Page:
A museum that’s placed high in my rank of museums that I don’t mind visiting more than once is the dr. Guislainmuseum (in Gent). It succeeds everytime again to spark my curiosity and it lets me walk out with a smile and a sense of satisfaction.
This time was no different, the exhibition revolves around an emotion we all know and get confronted with it everyday, though not always on the same scale. The feeling of shame. Shame comes in different forms, from your own clumsiness until someone else’s behaviour.
Upon arrival we have a friendly encounter with the woman at the reception and we walk along, up the stairs, onto the first floor. Julie Scheurweghs her photo represents the exhibition in all corners of our little country, everywhere you look you see posters and flyers with her photo beautifully displayed. I wouldn’t have chosen another work to represent the exhibition, it speaks for itself, it speaks volumes without using any words.
After the confrontation with Julie Scheurweghs her photo you walk along and you see the well known Adam and Eve from the polyptic of the brothers Van Eyck, altough in a different skin. The brothers originally painted the couple nude, but in the middle of the nineteenth century they didn’t appreciate this anymore. They rework the first version and gave them bearskin as clothes.
The story of Adam and Eve has a moment of shame. Eve who convinces Adam to eat the apple and as a punishment get banished from the paradise. As they would say ‘Eve should be ashamed’. You could look at it another way, in different cultures the people would be ashamed by the fact that the couple is naked. This sense of shame is a bit pushed to the background in our modern society. We get confronted almost daily with the naked body. We are almost immune for looking at stranger’s their bodies.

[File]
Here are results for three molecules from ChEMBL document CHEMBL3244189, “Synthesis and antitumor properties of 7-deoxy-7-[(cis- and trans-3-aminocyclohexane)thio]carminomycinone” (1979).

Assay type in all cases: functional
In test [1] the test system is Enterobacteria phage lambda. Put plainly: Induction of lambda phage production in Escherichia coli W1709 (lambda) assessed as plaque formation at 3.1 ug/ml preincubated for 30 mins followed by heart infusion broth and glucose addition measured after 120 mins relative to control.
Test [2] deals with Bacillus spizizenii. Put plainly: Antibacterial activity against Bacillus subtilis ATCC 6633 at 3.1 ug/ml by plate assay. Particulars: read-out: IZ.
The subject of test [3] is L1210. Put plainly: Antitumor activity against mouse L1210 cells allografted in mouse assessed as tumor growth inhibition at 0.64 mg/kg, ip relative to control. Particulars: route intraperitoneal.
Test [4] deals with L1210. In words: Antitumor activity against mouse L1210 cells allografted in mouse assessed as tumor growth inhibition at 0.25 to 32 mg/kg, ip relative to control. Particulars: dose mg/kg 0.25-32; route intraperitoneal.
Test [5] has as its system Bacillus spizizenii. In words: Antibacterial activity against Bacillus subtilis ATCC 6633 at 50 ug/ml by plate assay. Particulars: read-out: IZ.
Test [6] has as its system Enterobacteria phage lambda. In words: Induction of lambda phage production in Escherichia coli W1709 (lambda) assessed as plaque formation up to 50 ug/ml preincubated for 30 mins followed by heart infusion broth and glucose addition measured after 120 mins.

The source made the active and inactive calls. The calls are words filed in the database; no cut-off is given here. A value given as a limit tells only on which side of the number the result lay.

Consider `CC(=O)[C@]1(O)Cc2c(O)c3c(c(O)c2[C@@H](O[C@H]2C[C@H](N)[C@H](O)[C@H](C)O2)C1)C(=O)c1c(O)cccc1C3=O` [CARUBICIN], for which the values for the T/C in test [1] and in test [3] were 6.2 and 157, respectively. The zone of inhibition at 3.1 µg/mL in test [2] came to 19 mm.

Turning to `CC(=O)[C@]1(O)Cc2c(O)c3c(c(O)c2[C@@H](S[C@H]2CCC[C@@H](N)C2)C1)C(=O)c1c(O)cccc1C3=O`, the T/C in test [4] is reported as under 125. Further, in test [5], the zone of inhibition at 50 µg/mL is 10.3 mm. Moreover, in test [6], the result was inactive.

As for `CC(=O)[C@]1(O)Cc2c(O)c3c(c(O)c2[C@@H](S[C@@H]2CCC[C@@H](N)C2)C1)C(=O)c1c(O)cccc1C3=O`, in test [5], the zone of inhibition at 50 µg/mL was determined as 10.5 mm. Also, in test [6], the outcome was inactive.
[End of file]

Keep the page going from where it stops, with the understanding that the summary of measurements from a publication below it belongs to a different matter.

It’s a phenomenon of all continents, this is one of the things of the exhibition that fascinated me. Mostly because almost all of the exhibitions I visit are focussed on the European heritage. In this exhibition dr. Guislainmuseum shows you the cultures outside of the European/Westerns borders.
There are these sculptures, named ‘colones’, made in West Africa at the beginning of the 20th century. These sculptures show how Africans saw the Europeans. With clothes very tight against their pale skin bodies.
To prevent from writing a very long post, I’ll just show you the works that stayed with me the most.
Nicolas Karakatsanis, I unknowingly came across his work before. He is the director of photography of Rundskop, the Drop and many more. Over the last few weeks I’ve developed a grand admiration for this man his work. If you want to see a solo exhibition of his photographs, you should go to the Alice Gallery in Brussels. The exhibition runs until 23rd of December 2015.
The images speak for themselves, for some of them it’s quite obvious why it’s linked with shame. Tom Callemin his work is one of those works. A person with his back towards the viewer. Not only the image speaks for itself, also the colours aren’t quite cheerful.
There’s a wall in the museum where several portraits are displayed, these are taking by Mare Garanger. Mare was a photographer during the Algerian war of independence. Everyone needed to be photographed for a identity certificate. These women are forced to take off their veil, which clashed with their rules of believes. The only way to protest against this act is with their gaze, the disapproval in their faces is very strong.
This was originally published on Our Pursuit of Art.